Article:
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RJ Eskow

RJ Eskow

Posted: October 7, 2006 08:55 PM

The Real Difference Between "Foley and Studds" in 9 Statements (Plus 3 About "Ethics" And 2 About Clinton)


Robert Schlesinger's a fine writer, but his piece here on Foley and Studds didn't clearly state the difference between the two cases. It left the impression - at least to me - they were somehow equivalent. (As most people know by now, the GOP has been desperately trying to restore its image by bringing up the Studds case -- see Schlesinger's piece for more background.)

The real difference can be expressed in 9 simple statements, based on what we've been told so far about both cases:

1. As far as we know Studds was not forcing his unwelcome attentions on a series of pages, one after the other.

2. No page went to the Democratic leadership asking for protection from Studds, only to be rebuffed and ignored.

3. The Democratic Party did not run on a platform of "righteousness" and anti-homosexuality, while behaving hypocritically in private.

4. The Democratic Speaker of the House did not make statements about the incident that were immediately revealed to be outright lies ... by fellow Democrats.

5. The Democrats did not then begin an orchestrated media campaign to blame the entire problem on ... the Republicans (or the young man, for that matter).

6. Democrats did not take to the airwaves with talking points that were transparent lies.

7. Pro-Democratic writers (there weren't any bloggers then, remember?) didn't violate the privacy of the young man involved and give his name out to the press. They didn't call the young man a "beast" or blame him for Studds' behavior, either. (Have you heard any Republican leaders criticize the bloggers who gave out the young victims' names?)

8. How many times does this need to be said? It's the cover-up, stupid.

9. The Democratic leadership did not protect a predator, conceal his wrongdoing, and allow him to continue his activities in secret.. The Republicans did.

Let me repeat that last point, because it's getting overlooked:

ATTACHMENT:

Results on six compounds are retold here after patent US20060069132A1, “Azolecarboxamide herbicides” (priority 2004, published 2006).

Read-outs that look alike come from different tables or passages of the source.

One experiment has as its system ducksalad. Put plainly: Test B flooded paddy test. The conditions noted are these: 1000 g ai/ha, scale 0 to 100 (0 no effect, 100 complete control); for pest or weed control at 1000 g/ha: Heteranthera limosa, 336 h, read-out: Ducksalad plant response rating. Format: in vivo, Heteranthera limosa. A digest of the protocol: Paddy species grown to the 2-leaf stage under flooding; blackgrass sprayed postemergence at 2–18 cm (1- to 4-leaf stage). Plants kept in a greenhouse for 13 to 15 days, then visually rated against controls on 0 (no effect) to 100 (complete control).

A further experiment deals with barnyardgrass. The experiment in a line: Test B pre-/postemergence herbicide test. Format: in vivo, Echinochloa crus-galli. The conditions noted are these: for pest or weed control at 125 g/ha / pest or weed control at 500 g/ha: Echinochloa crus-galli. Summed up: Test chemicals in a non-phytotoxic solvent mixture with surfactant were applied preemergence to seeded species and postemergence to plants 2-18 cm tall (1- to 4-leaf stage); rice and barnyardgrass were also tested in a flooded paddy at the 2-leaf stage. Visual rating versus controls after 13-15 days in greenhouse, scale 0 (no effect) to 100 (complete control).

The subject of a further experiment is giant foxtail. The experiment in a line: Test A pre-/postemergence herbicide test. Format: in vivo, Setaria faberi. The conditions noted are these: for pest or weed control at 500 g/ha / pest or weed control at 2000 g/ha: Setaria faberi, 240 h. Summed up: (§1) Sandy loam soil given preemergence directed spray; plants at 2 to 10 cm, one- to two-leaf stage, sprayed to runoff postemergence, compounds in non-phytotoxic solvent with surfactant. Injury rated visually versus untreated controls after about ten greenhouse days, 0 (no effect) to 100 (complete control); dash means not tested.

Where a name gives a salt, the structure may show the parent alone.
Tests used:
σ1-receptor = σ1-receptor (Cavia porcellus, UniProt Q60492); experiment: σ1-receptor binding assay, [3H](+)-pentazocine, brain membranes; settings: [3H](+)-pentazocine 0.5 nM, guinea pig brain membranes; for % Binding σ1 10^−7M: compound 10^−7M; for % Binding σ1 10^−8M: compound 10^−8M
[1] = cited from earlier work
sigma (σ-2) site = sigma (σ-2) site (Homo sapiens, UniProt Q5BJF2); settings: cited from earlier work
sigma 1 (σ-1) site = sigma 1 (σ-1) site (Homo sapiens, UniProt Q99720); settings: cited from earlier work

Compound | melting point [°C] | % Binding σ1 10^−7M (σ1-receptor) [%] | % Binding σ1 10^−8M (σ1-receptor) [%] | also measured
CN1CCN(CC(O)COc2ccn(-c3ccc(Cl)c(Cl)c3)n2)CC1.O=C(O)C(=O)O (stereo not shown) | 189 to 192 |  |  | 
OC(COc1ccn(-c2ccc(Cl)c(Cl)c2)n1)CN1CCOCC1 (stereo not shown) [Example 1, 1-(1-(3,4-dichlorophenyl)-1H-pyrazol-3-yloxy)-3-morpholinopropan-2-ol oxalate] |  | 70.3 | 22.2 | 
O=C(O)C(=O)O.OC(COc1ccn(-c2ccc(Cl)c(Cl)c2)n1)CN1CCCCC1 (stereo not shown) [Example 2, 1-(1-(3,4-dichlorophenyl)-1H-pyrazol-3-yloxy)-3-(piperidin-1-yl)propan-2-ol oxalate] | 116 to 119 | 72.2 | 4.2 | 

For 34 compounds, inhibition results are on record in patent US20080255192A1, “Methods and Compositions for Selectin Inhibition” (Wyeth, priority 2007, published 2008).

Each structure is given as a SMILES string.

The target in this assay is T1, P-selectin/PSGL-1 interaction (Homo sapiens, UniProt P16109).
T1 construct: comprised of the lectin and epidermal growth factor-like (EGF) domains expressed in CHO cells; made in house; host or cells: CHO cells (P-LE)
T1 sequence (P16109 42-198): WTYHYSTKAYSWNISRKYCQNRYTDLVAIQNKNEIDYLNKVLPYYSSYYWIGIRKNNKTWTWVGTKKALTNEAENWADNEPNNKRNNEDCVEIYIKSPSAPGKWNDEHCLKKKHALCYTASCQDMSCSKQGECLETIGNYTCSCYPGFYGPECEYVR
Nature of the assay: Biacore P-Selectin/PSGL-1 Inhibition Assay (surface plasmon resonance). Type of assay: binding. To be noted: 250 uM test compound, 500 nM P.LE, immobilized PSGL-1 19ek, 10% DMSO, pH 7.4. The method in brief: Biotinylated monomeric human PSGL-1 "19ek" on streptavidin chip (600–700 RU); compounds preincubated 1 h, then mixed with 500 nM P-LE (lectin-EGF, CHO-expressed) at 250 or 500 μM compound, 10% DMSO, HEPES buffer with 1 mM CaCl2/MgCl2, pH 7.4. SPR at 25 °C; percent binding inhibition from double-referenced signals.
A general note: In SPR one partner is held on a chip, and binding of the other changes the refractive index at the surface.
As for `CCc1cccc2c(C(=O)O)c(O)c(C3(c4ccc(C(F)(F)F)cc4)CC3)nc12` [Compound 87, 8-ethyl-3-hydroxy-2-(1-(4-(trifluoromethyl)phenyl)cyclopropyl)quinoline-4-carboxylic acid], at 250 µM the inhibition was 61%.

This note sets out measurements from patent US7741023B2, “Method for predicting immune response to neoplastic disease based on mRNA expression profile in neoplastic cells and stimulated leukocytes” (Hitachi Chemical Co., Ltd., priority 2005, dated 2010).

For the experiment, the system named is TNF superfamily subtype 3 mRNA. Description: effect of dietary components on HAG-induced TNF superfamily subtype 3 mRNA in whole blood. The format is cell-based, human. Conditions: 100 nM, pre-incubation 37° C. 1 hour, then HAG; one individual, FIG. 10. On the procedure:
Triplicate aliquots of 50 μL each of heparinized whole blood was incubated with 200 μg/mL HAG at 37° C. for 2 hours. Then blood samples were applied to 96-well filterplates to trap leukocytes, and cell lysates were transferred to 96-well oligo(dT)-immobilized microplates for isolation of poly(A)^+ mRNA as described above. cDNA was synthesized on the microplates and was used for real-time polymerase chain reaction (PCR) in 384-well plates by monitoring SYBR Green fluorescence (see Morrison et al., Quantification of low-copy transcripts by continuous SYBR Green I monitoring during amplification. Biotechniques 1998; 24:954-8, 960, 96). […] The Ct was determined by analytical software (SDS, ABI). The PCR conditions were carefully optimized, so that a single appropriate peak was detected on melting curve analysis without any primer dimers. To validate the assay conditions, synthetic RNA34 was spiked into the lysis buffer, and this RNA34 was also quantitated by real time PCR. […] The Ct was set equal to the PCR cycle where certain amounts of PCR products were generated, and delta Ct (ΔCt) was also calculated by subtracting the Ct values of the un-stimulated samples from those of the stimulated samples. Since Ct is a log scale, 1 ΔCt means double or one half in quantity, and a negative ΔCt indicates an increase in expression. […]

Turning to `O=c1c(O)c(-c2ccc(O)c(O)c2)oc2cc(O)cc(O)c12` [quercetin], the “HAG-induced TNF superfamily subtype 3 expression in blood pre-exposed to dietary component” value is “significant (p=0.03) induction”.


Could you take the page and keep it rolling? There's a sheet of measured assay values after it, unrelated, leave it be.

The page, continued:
The Democratic leadership did not protect a predator, conceal his wrongdoing, or allow him to continue his activities in secret. The Republicans did.

Should any of these statements prove false, I'll be as ready as anyone to reprimand the Democratic leadership at the time of the Studds incident. Even that, as Schlesinger points out, wouldn't exculpate Hastert or the others - but it would indict the Democrats of that long-gone time. It's moot at this point, however, since no evidence I've seen suggests any of the above statements are wrong.

As for the idea that Studds showed "contempt" by turning his back on the House when the vote took place, the reality was mostly overlooked at the time, although one or two commentators mentioned it. It is tradition and protocol in Congress to turn one's back when being censured. Studds was actually behaving appropriately.

(Once, conservatives understood and respected tradition. Today's so-called "conservatives" are too lazy and ill-informed to bother.)

For those of you who believe I'm "convicting" Foley without a trial, get this: I've read the emails. He acknowledged writing them, and then he resigned. Is he guilty of a crime? That's for a court to say. But is he guilty of vile behavior? Yes. If you don't think so, let that be noted in the court of public opinion.

Some progressives have suggested there's hypocrisy here, too. Another reminder: this isn't about gay sex. It's about unwanted advances. The kids complained, nothing was done, secrets were kept - and Foley kept on harrassing these kids.

Did you catch that word - "harrass"? It's not just child predation: it's sexual harrassment.

And for those of you who believe that we should wait for the "Ethics Committee" to review Hastert's involvement, consider this:

1. The so-called "Ethics Committee" has been jury-rigged by corrupt Republican cronies to excuse virtually any GOP behavior.

2. The Republican Congress already stated explicitly in the Tom DeLay case that they're willing to allow somebody indicted for a felony to continue serving in Congress ... and to serve in a leadership role in the House. Is that who you would look to for justice?

3. Hastert has already lied publicly and been contradicted by fellow Republicans. Those lies alone should constitute grounds for resignation.

Lastly, a word or two about Bill Clinton:

1. The Democratic leadership expressed its outrage over his behavior. They did not knowingly protect him while he was doing it. Their sense of betrayal should have been a model for the Republicans to follow in this case. Their absence of outrage tells us all we need to know about their party's moral depravity.

2. Monica Lewinsky was an adult - and, by all accounts, sought out the attention she received. Mark Foley forced himself on the young people entrusted to the care of the House of Representatives.

Torture, violation of the Constitution, lies to start a war, widespread financial corruption ... but it took these actions, protecting a predator, to capture the zeitgeist. It encapsulates today's GOP in the blinding light of a single moment, like a lightning flash that reveals the stalker who's been standing outside your door.

Have a nice day.

A Night Light

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